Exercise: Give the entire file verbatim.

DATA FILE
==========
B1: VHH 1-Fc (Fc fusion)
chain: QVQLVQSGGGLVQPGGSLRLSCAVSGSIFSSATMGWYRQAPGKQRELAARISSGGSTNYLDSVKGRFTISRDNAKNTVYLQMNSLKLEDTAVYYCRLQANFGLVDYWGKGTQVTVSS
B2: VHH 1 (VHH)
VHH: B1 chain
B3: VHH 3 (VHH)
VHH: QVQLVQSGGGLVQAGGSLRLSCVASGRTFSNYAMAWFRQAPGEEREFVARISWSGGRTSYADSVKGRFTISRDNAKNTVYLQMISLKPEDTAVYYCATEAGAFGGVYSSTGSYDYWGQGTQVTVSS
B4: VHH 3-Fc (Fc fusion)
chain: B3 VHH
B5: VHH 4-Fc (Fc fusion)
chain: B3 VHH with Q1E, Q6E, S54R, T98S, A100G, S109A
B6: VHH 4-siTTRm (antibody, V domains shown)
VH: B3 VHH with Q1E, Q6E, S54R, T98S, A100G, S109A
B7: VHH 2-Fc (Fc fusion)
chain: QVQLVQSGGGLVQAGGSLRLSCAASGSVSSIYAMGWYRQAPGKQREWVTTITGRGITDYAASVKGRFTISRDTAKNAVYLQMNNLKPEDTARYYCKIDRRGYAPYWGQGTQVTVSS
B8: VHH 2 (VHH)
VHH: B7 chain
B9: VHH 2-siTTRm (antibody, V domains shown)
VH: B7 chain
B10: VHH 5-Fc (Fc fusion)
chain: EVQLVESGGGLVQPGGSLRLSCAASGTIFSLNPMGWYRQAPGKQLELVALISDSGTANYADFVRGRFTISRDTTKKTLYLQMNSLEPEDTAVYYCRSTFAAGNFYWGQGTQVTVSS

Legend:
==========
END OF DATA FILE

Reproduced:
B1: VHH 1-Fc (Fc fusion)
chain: QVQLVQSGGGLVQPGGSLRLSCAVSGSIFSSATMGWYRQAPGKQRELAARISSGGSTNYLDSVKGRFTISRDNAKNTVYLQMNSLKLEDTAVYYCRLQANFGLVDYWGKGTQVTVSS
B2: VHH 1 (VHH)
VHH: B1 chain
B3: VHH 3 (VHH)
VHH: QVQLVQSGGGLVQAGGSLRLSCVASGRTFSNYAMAWFRQAPGEEREFVARISWSGGRTSYADSVKGRFTISRDNAKNTVYLQMISLKPEDTAVYYCATEAGAFGGVYSSTGSYDYWGQGTQVTVSS
B4: VHH 3-Fc (Fc fusion)
chain: B3 VHH
B5: VHH 4-Fc (Fc fusion)
chain: B3 VHH with Q1E, Q6E, S54R, T98S, A100G, S109A
B6: VHH 4-siTTRm (antibody, V domains shown)
VH: B3 VHH with Q1E, Q6E, S54R, T98S, A100G, S109A
B7: VHH 2-Fc (Fc fusion)
chain: QVQLVQSGGGLVQAGGSLRLSCAASGSVSSIYAMGWYRQAPGKQREWVTTITGRGITDYAASVKGRFTISRDTAKNAVYLQMNNLKPEDTARYYCKIDRRGYAPYWGQGTQVTVSS
B8: VHH 2 (VHH)
VHH: B7 chain
B9: VHH 2-siTTRm (antibody, V domains shown)
VH: B7 chain
B10: VHH 5-Fc (Fc fusion)
chain: EVQLVESGGGLVQPGGSLRLSCAASGTIFSLNPMGWYRQAPGKQLELVALISDSGTANYADFVRGRFTISRDTTKKTLYLQMNSLEPEDTAVYYCRSTFAAGNFYWGQGTQVTVSS

Legend: